The Bush administration has stolen from us the time to grieve.
Americans, and people all over the world, should have had time to grieve for the victims of last week’s attacks. But the politicians have made it clear they want war — on anyone, at any price, with seemingly no thought about the consequences — and we have no choice but to begin speaking out and organizing as we grieve.
Those who speak against war face hostility from many Americans — including even some in the peace movement — who say, “Now is not the time to talk politics; the country needs to heal.”
As one person put it in an email to us, “Sometimes to hold our tongues is far better than to voice our opinions.”
But now IS the time to talk politics, before it is too late.
From the first day of this tragedy, the leadership of this country — amplified by the hawkish tone of most of the media coverage — has made it clear they see an opening to ram through a military “solution” to the terrorism problem. They seem to believe this strategy will further consolidate U.S. power, especially in the Middle East.
Their claim to be acting to protect Americans rings hollow. Will Americans be safer if the U.S. unleashes its own “holy war” against — against whom? where? ending when?
The people calling the shots would prefer that citizens argue about whether we should seek vengeance or not. But the politicians’ goal is not mere vengeance; these are not the days when nations go to war to settle a grudge.
It is time to face some difficult truths: The war being planned is not about the emotions of citizens and their leaders spinning out of control. Yes, people are angry, and many are hungry for revenge. But that is merely a cover for the politicians.
Like all wars involving great powers, this is a war about geopolitical strategy. It is a war that aims to extend the dominance of the United States.
A lesson from the Gulf War is crucial: The United States said it wanted Iraq out of Kuwait, but U.S. officials blocked any possibility of a diplomatic solution to the crisis caused by Iraq’s illegal invasion. The first Bush administration wanted a war, and it got one. And that war gave the United States even greater dominance over the Middle East.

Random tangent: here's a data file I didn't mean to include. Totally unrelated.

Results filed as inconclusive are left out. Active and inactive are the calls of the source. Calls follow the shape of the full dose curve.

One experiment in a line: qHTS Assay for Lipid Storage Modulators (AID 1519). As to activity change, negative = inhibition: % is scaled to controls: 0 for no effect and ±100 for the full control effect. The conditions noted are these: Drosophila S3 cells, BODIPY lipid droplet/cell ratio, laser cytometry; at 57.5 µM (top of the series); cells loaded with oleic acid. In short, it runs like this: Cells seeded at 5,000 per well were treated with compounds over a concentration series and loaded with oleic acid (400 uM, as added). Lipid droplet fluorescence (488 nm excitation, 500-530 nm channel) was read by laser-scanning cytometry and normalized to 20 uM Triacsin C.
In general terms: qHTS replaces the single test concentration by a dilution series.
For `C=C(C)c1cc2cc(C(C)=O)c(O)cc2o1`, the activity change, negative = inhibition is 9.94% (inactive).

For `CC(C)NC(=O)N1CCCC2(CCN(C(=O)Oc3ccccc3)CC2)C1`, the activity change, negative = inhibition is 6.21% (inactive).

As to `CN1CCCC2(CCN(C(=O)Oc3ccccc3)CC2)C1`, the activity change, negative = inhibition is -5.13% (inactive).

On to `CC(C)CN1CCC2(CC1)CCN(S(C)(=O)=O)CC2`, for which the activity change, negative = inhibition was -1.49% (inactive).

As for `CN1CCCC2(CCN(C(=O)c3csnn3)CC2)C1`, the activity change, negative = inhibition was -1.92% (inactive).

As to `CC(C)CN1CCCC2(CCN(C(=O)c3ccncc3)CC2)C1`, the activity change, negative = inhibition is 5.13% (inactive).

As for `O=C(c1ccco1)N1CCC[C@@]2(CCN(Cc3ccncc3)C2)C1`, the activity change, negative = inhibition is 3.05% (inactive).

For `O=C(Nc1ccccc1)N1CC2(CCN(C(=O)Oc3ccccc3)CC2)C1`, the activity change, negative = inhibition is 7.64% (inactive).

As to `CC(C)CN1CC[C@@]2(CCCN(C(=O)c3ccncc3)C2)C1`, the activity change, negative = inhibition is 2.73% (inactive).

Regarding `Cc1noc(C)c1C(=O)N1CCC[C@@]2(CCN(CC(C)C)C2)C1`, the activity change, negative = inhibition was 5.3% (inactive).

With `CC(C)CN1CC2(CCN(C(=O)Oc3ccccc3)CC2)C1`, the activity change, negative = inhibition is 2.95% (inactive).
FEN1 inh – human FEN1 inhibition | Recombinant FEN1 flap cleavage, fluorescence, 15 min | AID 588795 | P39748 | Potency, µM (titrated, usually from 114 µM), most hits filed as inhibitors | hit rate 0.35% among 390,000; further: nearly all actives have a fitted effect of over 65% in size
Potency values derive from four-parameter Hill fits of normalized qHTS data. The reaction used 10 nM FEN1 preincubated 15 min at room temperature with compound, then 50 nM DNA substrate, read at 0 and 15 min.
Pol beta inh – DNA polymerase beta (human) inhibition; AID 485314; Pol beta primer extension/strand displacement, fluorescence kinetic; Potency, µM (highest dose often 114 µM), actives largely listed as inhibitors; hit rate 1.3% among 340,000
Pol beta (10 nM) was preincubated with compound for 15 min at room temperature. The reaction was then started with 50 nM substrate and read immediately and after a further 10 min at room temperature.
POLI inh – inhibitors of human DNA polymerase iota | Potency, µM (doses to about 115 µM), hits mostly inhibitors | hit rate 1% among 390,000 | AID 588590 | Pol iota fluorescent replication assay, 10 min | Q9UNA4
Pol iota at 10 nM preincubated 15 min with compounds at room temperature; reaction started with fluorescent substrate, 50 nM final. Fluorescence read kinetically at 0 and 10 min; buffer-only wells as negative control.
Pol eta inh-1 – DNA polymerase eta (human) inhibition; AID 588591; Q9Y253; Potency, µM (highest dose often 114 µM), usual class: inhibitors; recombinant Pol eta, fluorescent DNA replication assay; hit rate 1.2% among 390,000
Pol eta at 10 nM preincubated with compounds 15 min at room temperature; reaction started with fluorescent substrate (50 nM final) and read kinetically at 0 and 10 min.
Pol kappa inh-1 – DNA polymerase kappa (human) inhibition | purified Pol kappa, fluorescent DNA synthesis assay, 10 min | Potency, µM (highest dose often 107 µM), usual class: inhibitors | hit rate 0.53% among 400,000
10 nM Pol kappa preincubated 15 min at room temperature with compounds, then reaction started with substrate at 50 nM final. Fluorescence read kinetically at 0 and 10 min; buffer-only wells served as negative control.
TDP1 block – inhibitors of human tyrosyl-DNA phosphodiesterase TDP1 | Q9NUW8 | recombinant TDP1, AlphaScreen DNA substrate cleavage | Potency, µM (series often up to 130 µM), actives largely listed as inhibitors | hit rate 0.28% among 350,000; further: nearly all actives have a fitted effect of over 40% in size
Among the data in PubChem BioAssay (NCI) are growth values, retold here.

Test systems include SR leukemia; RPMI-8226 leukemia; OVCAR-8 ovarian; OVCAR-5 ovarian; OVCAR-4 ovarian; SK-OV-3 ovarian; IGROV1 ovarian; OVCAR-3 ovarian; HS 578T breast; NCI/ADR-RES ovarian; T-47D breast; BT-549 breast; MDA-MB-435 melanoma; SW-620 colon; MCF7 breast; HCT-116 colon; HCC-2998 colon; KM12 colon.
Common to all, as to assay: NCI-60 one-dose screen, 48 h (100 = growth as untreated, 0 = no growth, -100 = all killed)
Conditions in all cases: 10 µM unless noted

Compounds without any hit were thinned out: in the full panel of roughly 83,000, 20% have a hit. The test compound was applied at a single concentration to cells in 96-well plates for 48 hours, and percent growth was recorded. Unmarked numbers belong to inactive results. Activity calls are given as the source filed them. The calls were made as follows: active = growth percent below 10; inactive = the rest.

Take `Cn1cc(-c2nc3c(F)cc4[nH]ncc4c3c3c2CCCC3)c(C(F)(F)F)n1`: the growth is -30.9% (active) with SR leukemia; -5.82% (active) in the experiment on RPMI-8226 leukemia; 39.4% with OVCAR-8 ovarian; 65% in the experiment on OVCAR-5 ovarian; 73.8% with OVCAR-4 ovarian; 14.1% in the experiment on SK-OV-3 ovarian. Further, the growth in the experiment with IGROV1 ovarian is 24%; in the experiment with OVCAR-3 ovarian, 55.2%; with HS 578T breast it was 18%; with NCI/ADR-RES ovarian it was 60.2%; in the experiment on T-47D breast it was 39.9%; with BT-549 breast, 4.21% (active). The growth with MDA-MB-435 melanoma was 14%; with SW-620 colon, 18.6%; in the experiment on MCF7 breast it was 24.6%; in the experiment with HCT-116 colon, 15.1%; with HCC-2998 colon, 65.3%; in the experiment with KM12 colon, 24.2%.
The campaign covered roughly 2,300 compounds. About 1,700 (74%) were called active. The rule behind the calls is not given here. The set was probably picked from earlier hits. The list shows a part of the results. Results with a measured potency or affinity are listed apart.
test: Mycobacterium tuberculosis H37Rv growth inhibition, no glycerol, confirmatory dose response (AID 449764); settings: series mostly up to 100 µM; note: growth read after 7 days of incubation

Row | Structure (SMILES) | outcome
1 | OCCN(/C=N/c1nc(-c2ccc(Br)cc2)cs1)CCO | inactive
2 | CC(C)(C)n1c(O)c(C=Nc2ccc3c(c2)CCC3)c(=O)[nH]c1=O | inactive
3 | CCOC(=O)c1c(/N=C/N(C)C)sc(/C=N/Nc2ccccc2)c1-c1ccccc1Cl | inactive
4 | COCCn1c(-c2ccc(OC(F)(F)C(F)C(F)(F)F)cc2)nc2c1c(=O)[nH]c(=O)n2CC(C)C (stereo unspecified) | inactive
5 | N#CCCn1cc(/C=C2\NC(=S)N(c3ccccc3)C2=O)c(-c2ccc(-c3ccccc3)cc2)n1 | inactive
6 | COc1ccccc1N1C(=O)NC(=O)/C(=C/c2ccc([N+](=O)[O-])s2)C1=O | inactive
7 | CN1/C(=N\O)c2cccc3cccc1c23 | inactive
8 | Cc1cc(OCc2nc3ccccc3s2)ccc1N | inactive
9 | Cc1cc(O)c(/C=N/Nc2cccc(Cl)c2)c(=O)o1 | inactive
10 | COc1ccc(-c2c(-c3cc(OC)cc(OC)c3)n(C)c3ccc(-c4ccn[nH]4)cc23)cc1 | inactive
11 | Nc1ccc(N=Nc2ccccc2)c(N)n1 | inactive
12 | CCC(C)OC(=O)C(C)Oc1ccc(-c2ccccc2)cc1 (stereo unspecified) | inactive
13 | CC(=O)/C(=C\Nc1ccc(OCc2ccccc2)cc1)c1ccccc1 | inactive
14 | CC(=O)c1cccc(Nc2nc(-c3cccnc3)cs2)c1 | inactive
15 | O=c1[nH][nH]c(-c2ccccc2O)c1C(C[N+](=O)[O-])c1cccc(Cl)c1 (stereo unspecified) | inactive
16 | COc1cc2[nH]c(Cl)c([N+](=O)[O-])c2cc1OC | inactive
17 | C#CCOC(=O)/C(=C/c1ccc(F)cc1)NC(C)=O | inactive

Now the current Bush administration says it wants Osama bin Laden. No doubt everyone would like to see bin Laden out of commission. But we fear that the administration is after something far beyond that. Remember that the talk in Washington is not just of nabbing bin Laden; it’s about “rooting out” his terror networks and waging a global “war on terrorism.” In other words, an unending counterinsurgency against any part of the Islamic world that does not accept U.S. supremacy.
Ponder that: An indefinite war waged against an entire culture.
The history of empires — and make no mistake, we must understand the United States as an empire, though with a different method of control than the empires of old — suggests that the drive to greater power and dominance is never satisfied.
But the other lesson of history is that empires eventually take on more than they can handle. There is a recklessness in the air; officials talk openly about going after “high-value targets,” such as capital cities, in countries that may “harbor” terrorists.
The first effect of any such attack, other than killing massive numbers of innocent civilians, will be to multiply tenfold the number of people in the Islamic world willing to die to wreak havoc on the United States. If fewer than two dozen people, supported by a few hundred more, could carry off last week’s attacks, what will happen when we arouse the anger of 1 billion people by a blatantly unjust and destructive “retaliation?”
Ordinary people, feeling the danger, are flocking to peace demonstrations in unexpected numbers. But without organization, those efforts will die down as people attempt to return to their normal lives — while we enter a cold new world of ongoing fear, hatred, and war.
Our government is starting down the road to potential disaster. The time to act is now.
Mahajan is a doctoral candidate in physics and Jensen is a professor of journalism at the University of Texas at Austin. Both are members of the coordinating committee of the National Network to End the War Against Iraq.